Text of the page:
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I finished Core 10000 (an Anki deck) and 振る舞う (to entertain) was one of the last ones to pop up.

I find it interesting because to me it appears to be a combination of plain form 振る (to shake) + another plain form verb 舞う (to dance). This differs from all the other two-verb compounds I am used to such as 取り引き (transaction, noun in this case)、書き直す (rewrite)、やり直す (redo)、吹き出す (blow out), 話し出す (start talking)、飛び上がる (fly up), where the first verb is the masu-form instead of plain.

I cannot recall any similar plain-form + plain-form verbs like 振る舞う.

My theory is that either this verb is an exception to the rule or this verb is in fact, NOT a two-verb compound. It is simply ふるまう, a single verb, and the Kanji was conveniently added later to make it look like a two-Kanji compound.

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1 Answer 1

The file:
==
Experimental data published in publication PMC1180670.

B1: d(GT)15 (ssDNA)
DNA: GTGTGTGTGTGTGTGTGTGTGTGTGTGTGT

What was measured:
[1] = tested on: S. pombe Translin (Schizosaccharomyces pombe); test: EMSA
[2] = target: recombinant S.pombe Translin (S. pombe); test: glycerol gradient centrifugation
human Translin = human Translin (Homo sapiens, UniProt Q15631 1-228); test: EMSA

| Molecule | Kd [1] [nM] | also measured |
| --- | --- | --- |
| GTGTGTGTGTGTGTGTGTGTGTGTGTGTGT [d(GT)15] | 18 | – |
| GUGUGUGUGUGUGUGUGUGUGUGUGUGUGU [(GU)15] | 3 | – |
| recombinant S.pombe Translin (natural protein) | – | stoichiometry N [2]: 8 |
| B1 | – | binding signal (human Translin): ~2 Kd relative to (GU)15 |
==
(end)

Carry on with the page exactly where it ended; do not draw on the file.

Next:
You are correct, linking two verb in their 連体形 ("dictionary") form is unusual and unexpected.

Both of the dictionaries 日本国語大辞典 and 広辞苑 suggest the following explanation:

「観智院本名義抄」や「色葉字類抄」で「翔」を「ふるまふ」と読んでいることから「羽を存分に振って自由舞う」という「振るい舞う」が原義かとおもわれる。

That is, it is a shortening of the original form huruimau, in the sense of a bird flapping its wings and taking flight, fluttering about in the skies (= "dancing", the Japanese mau is used in this sense). hurui is the 連用形 ("masu-stem") of the verb huruu, and this explanation would render the compound regular.

However, both dictionaries imply that this is only a hypothesis, and a dictionaries main purpose is not to list etymological research. It is just as well that the kanji are simple ateji and that hurumau derives from some different word(s), or that it is simply irregular. The earliest usage a quick dictionary lookup yields is from about 800 years ago, in the 古今著聞集.

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Trying to answer old and unanswered questions. Feel free to add your answer if you have got some more insight. –  blutorange Dec 7 at 8:45

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